Homocysteine has been suggested to be a risk factor for fracture, but the causal relationship is not clear. In 996 women from the OPRA study, high homocysteine level was associated with high bone marker levels and low BMD at baseline. During a mean 7-year follow-up, high homocysteine level was associated with mortality, but no clear association to fracture risk existed.
Recently, the association between high serum homocysteine (Hcy) levels and an increased risk of fracture has been described.
Hcy levels were measured at baseline in 996 women, all 75 years old. Vitamin B(12), folate, serum cross-linking telopeptide of type I collagen (CTX), serum TRACP5b, serum osteocalcin, urine deoxypyridinoline, PTH, areal BMD (aBMD), calcaneal quantitative ultrasound (QUS), and physical performance were assessed at baseline. Fractures and mortality were recorded during a mean follow-up of 7.0 years.
Bone marker levels were higher in women with Hcy in the highest quartile compared with all other women (p < 0.05). The most evident correlation between Hcy and a bone marker was seen with CTX (r = 0.19, p < 0.001). aBMD (hip) was 4% lower, QUS was up to 2% lower, and gait speed was 11% slower among women with Hcy in the highest quartile compared with the other women (p < 0.05). During the follow-up, 267 women sustained at least one low-energy fracture (including 69 hip fractures). When women in the highest Hcy quartile were compared with all other women, the hazard ratios (HRs) for sustaining any type of fracture was 1.18 (95% CI, 0.89-1.36) and for hip fracture was 1.50 (95% CI, 0.91-1.94). For the same group of women, the mortality risk was 2.16 (95% CI, 1.58-2.55). Adjustments for confounders did not substantially change these associations. Adjustment for PTH increased the HR for hip fracture to 1.67 (95% CI, 1.01-2.17). Low vitamin B(12) or folate was not associated with increased fracture risk or mortality.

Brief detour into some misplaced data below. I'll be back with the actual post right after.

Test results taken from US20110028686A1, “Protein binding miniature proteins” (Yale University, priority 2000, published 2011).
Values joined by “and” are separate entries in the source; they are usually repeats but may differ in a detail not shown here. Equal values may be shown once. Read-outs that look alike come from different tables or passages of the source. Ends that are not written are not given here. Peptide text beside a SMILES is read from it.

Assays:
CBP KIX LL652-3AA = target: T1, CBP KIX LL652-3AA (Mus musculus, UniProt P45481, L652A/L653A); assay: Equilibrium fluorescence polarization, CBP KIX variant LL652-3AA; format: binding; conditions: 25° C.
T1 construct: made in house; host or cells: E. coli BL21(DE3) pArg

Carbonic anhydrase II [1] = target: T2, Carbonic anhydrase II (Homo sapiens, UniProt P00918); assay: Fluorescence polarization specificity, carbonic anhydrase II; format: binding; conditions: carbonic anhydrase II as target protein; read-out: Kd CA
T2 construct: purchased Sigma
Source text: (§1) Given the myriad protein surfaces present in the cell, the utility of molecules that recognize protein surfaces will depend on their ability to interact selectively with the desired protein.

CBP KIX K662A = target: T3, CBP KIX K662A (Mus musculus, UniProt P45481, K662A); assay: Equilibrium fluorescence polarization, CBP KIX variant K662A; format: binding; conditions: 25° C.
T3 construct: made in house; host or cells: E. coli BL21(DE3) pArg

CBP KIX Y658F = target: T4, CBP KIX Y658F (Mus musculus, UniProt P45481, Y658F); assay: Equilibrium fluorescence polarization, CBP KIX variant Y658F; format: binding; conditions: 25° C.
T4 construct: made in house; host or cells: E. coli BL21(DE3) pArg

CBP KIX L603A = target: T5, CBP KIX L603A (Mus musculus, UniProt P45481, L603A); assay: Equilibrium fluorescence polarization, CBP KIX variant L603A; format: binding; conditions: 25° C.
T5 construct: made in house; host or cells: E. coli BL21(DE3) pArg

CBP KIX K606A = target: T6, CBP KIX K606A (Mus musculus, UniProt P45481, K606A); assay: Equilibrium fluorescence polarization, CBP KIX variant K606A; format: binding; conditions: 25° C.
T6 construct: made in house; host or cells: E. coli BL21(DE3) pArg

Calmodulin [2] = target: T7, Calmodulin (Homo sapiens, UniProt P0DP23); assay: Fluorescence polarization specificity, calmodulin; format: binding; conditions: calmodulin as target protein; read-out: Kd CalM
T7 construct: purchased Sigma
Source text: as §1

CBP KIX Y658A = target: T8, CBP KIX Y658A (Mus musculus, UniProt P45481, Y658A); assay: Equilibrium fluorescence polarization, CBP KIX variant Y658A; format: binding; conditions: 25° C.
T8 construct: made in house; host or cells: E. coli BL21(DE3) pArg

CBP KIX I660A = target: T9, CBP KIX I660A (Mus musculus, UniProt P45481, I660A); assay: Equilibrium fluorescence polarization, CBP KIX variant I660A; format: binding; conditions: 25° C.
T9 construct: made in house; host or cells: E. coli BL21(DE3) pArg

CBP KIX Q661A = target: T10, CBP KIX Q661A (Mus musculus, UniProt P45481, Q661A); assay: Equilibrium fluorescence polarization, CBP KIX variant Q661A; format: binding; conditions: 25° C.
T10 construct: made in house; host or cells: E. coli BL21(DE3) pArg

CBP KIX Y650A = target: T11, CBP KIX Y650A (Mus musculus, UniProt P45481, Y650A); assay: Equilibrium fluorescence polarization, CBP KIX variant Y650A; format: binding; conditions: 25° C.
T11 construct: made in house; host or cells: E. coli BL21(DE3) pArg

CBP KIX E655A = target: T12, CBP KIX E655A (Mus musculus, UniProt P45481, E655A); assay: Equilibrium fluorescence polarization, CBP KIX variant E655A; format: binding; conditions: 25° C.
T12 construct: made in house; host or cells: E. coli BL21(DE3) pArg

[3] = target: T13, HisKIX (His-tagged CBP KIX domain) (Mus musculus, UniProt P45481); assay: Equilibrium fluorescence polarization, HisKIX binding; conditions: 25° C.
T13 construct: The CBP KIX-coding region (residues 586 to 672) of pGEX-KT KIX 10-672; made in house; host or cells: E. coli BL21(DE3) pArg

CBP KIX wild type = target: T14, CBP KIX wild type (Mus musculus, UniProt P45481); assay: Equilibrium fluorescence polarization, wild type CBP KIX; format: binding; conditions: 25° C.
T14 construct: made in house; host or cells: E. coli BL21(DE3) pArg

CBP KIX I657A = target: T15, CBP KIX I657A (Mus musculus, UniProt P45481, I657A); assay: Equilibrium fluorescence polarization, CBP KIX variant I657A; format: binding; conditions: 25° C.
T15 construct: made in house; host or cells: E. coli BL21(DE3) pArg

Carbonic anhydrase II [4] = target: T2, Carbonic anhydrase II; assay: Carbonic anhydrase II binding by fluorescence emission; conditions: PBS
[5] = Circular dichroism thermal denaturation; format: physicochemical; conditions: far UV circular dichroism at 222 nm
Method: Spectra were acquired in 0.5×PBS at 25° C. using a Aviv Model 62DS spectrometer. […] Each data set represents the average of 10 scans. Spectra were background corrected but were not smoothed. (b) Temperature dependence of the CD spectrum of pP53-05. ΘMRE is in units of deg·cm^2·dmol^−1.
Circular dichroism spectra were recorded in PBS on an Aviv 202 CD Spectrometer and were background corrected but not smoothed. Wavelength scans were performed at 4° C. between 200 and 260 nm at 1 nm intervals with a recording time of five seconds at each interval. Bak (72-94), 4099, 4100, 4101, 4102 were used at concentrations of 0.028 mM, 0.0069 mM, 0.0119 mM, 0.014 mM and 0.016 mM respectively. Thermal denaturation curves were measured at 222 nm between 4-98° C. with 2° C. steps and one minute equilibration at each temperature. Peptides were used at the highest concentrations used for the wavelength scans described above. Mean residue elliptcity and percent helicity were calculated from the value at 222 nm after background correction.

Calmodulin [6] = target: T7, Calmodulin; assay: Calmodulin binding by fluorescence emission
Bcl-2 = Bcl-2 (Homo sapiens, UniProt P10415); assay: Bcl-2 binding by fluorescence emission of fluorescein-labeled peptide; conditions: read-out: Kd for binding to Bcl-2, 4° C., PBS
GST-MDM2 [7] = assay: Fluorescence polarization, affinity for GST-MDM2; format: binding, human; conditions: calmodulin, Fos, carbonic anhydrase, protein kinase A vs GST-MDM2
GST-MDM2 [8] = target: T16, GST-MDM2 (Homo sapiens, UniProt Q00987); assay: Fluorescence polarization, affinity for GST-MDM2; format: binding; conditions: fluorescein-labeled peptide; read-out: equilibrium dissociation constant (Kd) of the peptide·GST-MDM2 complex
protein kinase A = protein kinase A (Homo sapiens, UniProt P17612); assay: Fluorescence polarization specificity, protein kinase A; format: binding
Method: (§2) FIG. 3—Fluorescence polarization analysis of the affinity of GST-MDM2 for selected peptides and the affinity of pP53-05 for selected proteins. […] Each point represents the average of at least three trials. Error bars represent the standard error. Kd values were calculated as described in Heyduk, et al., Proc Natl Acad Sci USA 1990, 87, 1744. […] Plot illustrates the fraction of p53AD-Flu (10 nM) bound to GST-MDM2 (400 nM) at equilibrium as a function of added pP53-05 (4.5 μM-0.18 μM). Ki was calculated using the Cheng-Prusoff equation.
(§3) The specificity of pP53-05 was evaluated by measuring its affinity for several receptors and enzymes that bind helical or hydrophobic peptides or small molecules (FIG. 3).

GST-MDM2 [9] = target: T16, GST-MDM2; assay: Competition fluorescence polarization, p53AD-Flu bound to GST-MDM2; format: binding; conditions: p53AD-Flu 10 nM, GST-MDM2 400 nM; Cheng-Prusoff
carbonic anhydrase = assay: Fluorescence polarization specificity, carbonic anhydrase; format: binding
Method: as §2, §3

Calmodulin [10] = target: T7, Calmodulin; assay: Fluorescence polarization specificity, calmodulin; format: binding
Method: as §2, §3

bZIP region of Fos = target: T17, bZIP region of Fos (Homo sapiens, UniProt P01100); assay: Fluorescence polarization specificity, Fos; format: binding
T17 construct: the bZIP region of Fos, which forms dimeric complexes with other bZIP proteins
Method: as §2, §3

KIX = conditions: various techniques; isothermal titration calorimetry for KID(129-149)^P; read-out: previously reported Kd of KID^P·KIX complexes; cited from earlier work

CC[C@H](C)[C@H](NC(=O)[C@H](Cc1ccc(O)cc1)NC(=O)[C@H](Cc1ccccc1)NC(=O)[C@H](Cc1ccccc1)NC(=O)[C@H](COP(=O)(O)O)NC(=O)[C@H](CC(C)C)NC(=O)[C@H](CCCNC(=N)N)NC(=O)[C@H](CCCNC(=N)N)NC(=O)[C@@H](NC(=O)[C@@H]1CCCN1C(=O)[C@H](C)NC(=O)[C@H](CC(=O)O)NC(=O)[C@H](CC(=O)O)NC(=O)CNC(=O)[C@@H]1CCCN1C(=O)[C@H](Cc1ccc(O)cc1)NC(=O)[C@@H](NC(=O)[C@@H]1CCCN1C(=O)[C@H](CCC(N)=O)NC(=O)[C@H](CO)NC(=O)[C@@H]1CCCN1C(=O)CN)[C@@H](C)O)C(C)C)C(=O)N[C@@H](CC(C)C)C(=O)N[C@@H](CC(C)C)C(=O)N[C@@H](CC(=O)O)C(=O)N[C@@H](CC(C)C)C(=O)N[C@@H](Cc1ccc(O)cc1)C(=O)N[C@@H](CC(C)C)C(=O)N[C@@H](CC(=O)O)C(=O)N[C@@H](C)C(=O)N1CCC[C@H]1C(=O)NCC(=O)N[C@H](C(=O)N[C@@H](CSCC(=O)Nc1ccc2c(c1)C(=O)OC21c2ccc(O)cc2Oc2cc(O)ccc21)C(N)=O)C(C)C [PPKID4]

High Hcy levels were associated with higher bone turnover, poor physical performance, and lower BMD. There was no clear association to fracture risk. The increased mortality among women with high Hcy levels indicates that a high Hcy level may be a marker of frailty.